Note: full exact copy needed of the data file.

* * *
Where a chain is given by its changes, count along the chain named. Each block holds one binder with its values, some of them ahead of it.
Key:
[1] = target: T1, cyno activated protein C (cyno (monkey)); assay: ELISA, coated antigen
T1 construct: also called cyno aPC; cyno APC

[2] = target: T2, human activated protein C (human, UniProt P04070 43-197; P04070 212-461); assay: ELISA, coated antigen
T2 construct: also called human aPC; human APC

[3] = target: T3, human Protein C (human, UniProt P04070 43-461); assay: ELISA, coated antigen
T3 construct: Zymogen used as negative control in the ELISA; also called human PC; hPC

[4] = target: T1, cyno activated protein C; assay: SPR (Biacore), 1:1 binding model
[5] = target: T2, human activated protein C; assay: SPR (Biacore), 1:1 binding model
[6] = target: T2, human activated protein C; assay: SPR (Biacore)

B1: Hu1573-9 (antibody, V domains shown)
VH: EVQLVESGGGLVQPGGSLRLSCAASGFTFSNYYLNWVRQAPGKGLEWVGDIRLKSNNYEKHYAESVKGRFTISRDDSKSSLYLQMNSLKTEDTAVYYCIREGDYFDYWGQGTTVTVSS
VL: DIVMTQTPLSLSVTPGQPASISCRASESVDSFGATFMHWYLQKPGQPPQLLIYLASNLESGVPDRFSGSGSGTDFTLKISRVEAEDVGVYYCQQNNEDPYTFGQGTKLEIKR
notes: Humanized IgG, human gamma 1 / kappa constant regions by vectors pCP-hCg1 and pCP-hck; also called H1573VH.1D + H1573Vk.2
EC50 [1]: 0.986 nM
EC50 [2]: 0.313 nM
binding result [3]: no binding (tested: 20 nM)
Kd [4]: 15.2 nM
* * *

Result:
Where a chain is given by its changes, count along the chain named. Each block holds one binder with its values, some of them ahead of it.
Key:
[1] = target: T1, cyno activated protein C (cyno (monkey)); assay: ELISA, coated antigen
T1 construct: also called cyno aPC; cyno APC

[2] = target: T2, human activated protein C (human, UniProt P04070 43-197; P04070 212-461); assay: ELISA, coated antigen
T2 construct: also called human aPC; human APC

[3] = target: T3, human Protein C (human, UniProt P04070 43-461); assay: ELISA, coated antigen
T3 construct: Zymogen used as negative control in the ELISA; also called human PC; hPC

[4] = target: T1, cyno activated protein C; assay: SPR (Biacore), 1:1 binding model
[5] = target: T2, human activated protein C; assay: SPR (Biacore), 1:1 binding model
[6] = target: T2, human activated protein C; assay: SPR (Biacore)

B1: Hu1573-9 (antibody, V domains shown)
VH: EVQLVESGGGLVQPGGSLRLSCAASGFTFSNYYLNWVRQAPGKGLEWVGDIRLKSNNYEKHYAESVKGRFTISRDDSKSSLYLQMNSLKTEDTAVYYCIREGDYFDYWGQGTTVTVSS
VL: DIVMTQTPLSLSVTPGQPASISCRASESVDSFGATFMHWYLQKPGQPPQLLIYLASNLESGVPDRFSGSGSGTDFTLKISRVEAEDVGVYYCQQNNEDPYTFGQGTKLEIKR
notes: Humanized IgG, human gamma 1 / kappa constant regions by vectors pCP-hCg1 and pCP-hck; also called H1573VH.1D + H1573Vk.2
EC50 [1]: 0.986 nM
EC50 [2]: 0.313 nM
binding result [3]: no binding (tested: 20 nM)
Kd [4]: 15.2 nM